Secretary-General of WMO Michel Jarraud, renews his call for “governments and the industry to strengthen climate-tourism partnerships and to incorporate climate factors in tourism policies, development and management plans, so as to ensure a sustainable future for the sector”.
The report “Climate Change and Tourism: Responding to Global Challenges” – (highlights below) provides the basis for the sector to address the global phenomenon of climate change. Furthermore, it suggests ways to develop practical tools that can be used by tourism policy-makers and managers to foster the sustainable growth of the industry.
The technical part of the report analyzes the relations between tourism and climate change, the impact of climate change at destinations, the adaptation options and strategies as well as the implications for tourism demand patterns.
The economic section contains the first detailed assessment ever made of GHG emissions from tourism related activities, together with an analysis of mitigation policies and measures.
Attending the official World Environment Day celebrations in New Zealand, UNWTO Assistant Secretary-General Professor Geoffrey Lipman added that “our report underscores the threats and the opportunities. It confirms the fact that tourism contributes some 5% of greenhouse gas – in line with its global economic impact and way below its development contribution in poor countries. It identifies institutional change directions for transport, accommodation and all tourism service providers, as well as the users – business and leisure. Last year’s Davos Declaration Process provided the broad directions for all the tourism stakeholders. Now it’s all about implementation. We will increase our collaboration within the UN family and our efforts to bring the public and private sector’s full capacity to bear on this issue. Innovation is the big opportunity.”
“In this regard” Lipman added, “UNWTO is pleased to announce a collaborative arrangement with ICAO, whereby UNWTO will promote application of a newly-launched ICAO Carbon Emissions Calculator, a tool and guidance for calculating the carbon dioxide from air travel. The Calculator is unbiased, transparent and was vetted by the international aviation community.”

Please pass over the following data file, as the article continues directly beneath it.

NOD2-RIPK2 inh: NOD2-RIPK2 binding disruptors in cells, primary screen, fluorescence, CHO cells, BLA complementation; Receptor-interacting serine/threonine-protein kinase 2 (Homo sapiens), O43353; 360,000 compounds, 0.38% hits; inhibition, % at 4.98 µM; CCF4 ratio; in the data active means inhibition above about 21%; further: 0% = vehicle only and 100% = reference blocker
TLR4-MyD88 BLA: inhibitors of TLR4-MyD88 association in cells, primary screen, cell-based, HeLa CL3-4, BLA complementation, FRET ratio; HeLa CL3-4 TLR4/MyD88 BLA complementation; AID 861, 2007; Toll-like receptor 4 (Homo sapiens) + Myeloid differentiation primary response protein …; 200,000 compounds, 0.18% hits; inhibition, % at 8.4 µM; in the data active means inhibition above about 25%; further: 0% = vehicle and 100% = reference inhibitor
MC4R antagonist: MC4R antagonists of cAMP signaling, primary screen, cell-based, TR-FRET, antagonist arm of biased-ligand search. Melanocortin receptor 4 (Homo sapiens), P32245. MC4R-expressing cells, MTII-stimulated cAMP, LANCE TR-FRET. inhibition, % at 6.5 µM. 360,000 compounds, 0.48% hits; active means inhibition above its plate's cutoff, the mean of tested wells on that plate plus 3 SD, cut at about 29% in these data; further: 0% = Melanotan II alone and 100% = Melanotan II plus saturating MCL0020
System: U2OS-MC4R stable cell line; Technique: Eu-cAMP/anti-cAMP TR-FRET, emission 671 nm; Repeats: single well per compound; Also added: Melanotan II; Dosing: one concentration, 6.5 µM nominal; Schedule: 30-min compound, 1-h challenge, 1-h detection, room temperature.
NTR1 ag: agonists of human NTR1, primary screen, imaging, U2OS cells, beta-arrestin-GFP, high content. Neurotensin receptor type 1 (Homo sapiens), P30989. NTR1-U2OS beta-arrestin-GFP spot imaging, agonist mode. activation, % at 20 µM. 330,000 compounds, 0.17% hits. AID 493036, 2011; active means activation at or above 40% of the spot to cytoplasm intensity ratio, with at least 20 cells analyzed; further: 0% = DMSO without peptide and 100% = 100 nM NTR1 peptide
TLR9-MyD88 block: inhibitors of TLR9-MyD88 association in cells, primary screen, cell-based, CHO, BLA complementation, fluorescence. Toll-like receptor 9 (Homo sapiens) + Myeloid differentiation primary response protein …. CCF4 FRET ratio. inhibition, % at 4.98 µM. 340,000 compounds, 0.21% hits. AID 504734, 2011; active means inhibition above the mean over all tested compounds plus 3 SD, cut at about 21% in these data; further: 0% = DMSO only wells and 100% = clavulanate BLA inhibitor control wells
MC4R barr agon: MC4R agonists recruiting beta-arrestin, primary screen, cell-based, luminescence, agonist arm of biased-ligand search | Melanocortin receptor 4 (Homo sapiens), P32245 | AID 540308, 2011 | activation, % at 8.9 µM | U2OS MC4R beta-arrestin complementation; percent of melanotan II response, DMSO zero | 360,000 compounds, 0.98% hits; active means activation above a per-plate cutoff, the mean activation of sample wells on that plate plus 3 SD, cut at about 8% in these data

Going forward, UNWTO’s focus will be on the advancement of the Davos Declaration Process and its implementation across the sector and with travellers. It will underscore the value to society of a coherent strategy for tourism growth to promote development, while systematically reducing its carbon footprint and seeking long term climate neutrality.
This will include a campaign for “Tourism – Responding to the Challenge of Climate Change” focusing on World Tourism Day - 27 September highlighting innovation and public/private sector collaboration. It will also incorporate a series of regional level adaptation, mitigation and innovation awareness and capacity building activities around the world, as well as a follow up Tourism Ministerial level event during World Travel Market in November 2008.
As UNWTO’s new report concludes, “The evidence is clear that the time is now for the tourism community to advance its strategy to address what must be considered the greatest challenge to the sustainability of tourism in the 21st century”.